APRIL 20, 1949
NEW YORK, Tuesday—In reading the various tributes to the new Republic of Eire I could not help thinking back over the years of bitterness and bloodshed that are past. How useless it all seems, now that this transition has been made. And as far as one can see, it will make very little difference in Ireland's future situation in the world.
The Irish people have traits that have made them beloved in many places where they have settled. They integrate themselves well in any country to which they go. Nevertheless, they always keep a deep and abiding affection for the Irish countryside and you will find them returning and taking their children back to be introduced to the land their ancestors left at an early age.
The new republic should have a successful, independent government and it will have the good wishes from every corner of the world.
Have you seen a letter that allegedly has been sent to a large group of mayors throughout the country by the National Council for American Education?
I am interested in it because it touches on a problem which anyone interested in youth must examine carefully, namely, the question of school textbooks and the type of teaching given in our schools.
The letter is not concerned especially about good or poor teaching, but it suggests to the mayors that they appoint a little un-American affairs committee of their own to look into the books used in schools and the manner of teaching. Also, it claims that "most of the organizations of teachers are completely controlled by radical propagandists."
This quote is from a pamphlet which they apparently enclose with the letter called: "How Red Are the Schools?"
I should like to see the list of people backing the National Council for American Education. I have an idea we would find among them a considerable number of good and gullible people, and a considerable number tarred with the brush of some ism.
I cannot help believing that the vast majority of our teachers belongs among the group of our best citizens and are teaching today as they always have—the best American teachings. If we single out any one group of people and hold them up to scorn and suspicion, that attitude will take hold and, instead of respect, the teachers suddenly will find that if they advocate any slight deviation in thinking from the tried and accepted pattern of past teaching they will be under suspicion. A situation such as that could be most demoralizing. The distinguishing feature of democracy is its ability to adjust and to meet new circumstances with new and unfettered thinking.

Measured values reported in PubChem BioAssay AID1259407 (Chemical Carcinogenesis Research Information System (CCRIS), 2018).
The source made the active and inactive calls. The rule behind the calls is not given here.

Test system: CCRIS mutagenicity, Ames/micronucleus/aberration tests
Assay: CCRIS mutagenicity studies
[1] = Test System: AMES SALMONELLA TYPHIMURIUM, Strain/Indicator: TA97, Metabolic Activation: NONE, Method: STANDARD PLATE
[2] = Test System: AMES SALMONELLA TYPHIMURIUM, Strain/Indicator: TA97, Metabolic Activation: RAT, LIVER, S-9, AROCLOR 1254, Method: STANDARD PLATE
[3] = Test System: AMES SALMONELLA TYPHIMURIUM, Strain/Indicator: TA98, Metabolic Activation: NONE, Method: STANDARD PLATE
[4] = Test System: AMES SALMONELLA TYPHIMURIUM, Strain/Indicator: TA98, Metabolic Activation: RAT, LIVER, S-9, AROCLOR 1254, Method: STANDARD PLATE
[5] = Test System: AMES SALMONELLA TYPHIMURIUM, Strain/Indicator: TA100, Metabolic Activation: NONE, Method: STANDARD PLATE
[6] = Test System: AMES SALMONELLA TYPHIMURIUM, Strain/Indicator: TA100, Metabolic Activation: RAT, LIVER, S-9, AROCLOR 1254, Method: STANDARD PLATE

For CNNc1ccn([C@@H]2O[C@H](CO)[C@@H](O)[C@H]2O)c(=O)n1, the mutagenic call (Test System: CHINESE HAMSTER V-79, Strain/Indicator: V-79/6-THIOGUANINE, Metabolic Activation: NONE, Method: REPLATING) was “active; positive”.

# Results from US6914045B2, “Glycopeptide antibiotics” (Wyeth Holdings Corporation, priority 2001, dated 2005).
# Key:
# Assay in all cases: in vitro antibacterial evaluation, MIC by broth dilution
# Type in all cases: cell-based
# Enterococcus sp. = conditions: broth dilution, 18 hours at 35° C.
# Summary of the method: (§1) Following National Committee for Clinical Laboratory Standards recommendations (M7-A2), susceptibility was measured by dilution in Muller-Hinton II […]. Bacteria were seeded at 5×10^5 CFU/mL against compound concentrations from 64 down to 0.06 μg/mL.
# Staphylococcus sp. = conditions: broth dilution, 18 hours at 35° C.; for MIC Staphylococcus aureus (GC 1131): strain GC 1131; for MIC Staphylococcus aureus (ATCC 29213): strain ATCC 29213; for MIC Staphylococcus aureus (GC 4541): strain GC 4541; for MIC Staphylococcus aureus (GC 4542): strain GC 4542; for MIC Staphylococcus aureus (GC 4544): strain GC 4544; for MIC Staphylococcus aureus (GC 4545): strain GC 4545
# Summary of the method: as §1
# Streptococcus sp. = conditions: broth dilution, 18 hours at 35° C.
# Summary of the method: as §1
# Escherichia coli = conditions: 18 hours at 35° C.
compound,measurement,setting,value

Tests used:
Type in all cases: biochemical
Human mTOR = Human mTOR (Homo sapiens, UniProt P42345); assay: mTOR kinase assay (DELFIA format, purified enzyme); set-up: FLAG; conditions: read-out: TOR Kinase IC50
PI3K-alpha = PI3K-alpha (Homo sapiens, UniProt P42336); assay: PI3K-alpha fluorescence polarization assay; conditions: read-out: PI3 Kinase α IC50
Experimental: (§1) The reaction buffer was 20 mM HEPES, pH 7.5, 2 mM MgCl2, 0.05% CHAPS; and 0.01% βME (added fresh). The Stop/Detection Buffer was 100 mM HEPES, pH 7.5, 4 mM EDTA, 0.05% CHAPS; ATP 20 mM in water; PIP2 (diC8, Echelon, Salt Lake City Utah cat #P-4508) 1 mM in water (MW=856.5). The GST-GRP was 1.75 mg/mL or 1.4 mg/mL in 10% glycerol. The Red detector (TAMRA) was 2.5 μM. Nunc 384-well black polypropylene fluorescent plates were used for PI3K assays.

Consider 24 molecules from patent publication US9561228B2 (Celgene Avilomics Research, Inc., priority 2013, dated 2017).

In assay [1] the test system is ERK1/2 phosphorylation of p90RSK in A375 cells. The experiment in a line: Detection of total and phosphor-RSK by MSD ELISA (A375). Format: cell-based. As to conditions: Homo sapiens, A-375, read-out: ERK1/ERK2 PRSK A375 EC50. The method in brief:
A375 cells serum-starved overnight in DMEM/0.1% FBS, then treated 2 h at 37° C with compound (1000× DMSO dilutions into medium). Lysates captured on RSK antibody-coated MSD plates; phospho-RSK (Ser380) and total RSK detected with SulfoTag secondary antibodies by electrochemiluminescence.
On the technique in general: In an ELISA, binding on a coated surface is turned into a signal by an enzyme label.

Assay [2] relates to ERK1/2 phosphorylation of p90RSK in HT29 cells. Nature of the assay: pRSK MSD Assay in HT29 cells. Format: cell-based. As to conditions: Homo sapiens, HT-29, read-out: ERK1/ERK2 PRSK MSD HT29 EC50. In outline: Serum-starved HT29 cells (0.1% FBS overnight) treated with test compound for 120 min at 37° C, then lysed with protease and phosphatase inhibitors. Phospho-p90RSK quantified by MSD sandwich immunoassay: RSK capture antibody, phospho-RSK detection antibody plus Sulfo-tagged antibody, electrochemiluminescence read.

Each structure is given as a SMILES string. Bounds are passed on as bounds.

Our teachers are training the minds of our young people. We want them to be taught to think for themselves, but not to be poured into a rigid mold that will prevent the penetration of any new ideas.
(WORLD COPYRIGHT, 1949, BY UNITED FEATURE SYNDICATE, INC., REPRODUCTION IN WHOLE OR IN PART PROHIBITED.)
Names Mentioned or Referenced
- [ index ] New York (N.Y., United States)
About this document
My Day by Eleanor Roosevelt, April 20, 1949
Digital edition created by The Eleanor Roosevelt Papers Project The George Washington University 312 Academic Building 2100 Foxhall Road, NW Washington, DC 20007
- Brick, Christopher (Editor)
- Regenhardt, Christy (Associate Editor)
- Black, Allida M. (Editor)
- Binker, Mary Jo (Associate Editor)
- Alhambra, Christopher C. (Electronic Text Editor)
Digital edition published 2008, 2017 by
The Eleanor Roosevelt Papers Project
Available under licence from the Estate of Anna Eleanor Roosevelt.
Published with permission from the Estate of Anna Eleanor Roosevelt.
MEP edition publlished on 2008-06-30
TEI-P5 edition published on 2017-04-28
Transcription created from a photocopy of a UFS wire copy of a My Day column instance
archived at the Franklin D. Roosevelt Library.
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